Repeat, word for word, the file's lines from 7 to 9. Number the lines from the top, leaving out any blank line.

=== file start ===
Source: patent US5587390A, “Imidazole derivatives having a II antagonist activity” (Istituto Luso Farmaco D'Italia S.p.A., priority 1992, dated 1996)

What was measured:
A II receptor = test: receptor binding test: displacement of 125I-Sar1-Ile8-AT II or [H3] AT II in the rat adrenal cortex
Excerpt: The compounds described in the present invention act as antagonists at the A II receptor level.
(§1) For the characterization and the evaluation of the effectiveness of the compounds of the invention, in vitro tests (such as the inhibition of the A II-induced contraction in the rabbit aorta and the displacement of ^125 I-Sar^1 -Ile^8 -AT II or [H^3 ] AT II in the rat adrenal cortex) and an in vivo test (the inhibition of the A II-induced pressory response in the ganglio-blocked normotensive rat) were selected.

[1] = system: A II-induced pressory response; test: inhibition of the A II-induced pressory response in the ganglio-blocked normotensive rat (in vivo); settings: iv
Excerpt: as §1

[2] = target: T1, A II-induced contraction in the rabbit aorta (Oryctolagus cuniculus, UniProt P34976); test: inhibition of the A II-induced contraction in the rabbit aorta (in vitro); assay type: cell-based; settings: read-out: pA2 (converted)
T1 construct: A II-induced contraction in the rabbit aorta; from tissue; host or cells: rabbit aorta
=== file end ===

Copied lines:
Excerpt: as §1

[2] = target: T1, A II-induced contraction in the rabbit aorta (Oryctolagus cuniculus, UniProt P34976); test: inhibition of the A II-induced contraction in the rabbit aorta (in vitro); assay type: cell-based; settings: read-out: pA2 (converted)
T1 construct: A II-induced contraction in the rabbit aorta; from tissue; host or cells: rabbit aorta